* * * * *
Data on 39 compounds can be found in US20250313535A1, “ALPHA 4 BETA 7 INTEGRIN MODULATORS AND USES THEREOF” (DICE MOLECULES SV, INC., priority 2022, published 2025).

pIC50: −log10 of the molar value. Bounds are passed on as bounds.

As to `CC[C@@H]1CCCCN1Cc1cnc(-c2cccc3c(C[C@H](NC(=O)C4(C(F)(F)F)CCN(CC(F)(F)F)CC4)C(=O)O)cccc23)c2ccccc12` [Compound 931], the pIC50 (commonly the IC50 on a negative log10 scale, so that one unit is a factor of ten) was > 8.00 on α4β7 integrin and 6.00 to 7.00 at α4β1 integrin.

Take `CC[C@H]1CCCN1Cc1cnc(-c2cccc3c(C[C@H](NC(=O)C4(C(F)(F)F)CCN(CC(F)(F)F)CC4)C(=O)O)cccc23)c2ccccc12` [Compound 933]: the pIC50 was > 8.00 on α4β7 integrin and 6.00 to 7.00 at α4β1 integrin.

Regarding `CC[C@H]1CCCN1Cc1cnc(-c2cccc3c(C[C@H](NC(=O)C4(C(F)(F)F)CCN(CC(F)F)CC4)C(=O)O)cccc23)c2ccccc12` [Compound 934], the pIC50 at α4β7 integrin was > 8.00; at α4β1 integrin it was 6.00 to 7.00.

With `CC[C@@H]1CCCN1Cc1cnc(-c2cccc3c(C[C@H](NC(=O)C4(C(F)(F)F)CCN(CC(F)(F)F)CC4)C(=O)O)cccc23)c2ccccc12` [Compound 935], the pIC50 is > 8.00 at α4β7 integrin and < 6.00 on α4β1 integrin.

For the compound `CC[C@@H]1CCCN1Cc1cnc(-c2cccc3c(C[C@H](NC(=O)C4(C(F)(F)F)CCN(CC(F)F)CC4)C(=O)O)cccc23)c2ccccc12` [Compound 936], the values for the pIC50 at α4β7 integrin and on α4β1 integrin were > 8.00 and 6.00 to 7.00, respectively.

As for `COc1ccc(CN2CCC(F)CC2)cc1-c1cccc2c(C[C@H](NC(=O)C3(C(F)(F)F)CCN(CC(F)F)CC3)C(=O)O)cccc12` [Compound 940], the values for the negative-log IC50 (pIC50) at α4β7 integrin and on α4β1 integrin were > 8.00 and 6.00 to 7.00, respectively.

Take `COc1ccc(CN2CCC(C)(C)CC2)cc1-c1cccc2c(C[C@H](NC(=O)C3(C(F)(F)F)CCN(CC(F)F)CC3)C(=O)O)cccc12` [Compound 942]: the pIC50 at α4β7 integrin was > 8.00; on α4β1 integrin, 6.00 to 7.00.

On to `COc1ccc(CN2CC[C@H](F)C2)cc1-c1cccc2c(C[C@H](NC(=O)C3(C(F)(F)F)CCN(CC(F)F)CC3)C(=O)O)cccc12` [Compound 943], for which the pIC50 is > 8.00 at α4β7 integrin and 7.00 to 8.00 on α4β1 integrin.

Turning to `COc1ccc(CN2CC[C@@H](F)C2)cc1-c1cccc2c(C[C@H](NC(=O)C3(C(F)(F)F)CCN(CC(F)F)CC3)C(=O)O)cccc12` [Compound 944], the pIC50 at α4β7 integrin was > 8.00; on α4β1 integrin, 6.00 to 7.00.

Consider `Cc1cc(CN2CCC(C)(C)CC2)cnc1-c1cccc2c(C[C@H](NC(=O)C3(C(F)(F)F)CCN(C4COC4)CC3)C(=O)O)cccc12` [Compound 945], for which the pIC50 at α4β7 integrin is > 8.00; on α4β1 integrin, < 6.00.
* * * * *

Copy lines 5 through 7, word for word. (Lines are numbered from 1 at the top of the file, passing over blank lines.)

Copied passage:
Regarding `CC[C@H]1CCCN1Cc1cnc(-c2cccc3c(C[C@H](NC(=O)C4(C(F)(F)F)CCN(CC(F)F)CC4)C(=O)O)cccc23)c2ccccc12` [Compound 934], the pIC50 at α4β7 integrin was > 8.00; at α4β1 integrin it was 6.00 to 7.00.

With `CC[C@@H]1CCCN1Cc1cnc(-c2cccc3c(C[C@H](NC(=O)C4(C(F)(F)F)CCN(CC(F)(F)F)CC4)C(=O)O)cccc23)c2ccccc12` [Compound 935], the pIC50 is > 8.00 at α4β7 integrin and < 6.00 on α4β1 integrin.

For the compound `CC[C@@H]1CCCN1Cc1cnc(-c2cccc3c(C[C@H](NC(=O)C4(C(F)(F)F)CCN(CC(F)F)CC4)C(=O)O)cccc23)c2ccccc12` [Compound 936], the values for the pIC50 at α4β7 integrin and on α4β1 integrin were > 8.00 and 6.00 to 7.00, respectively.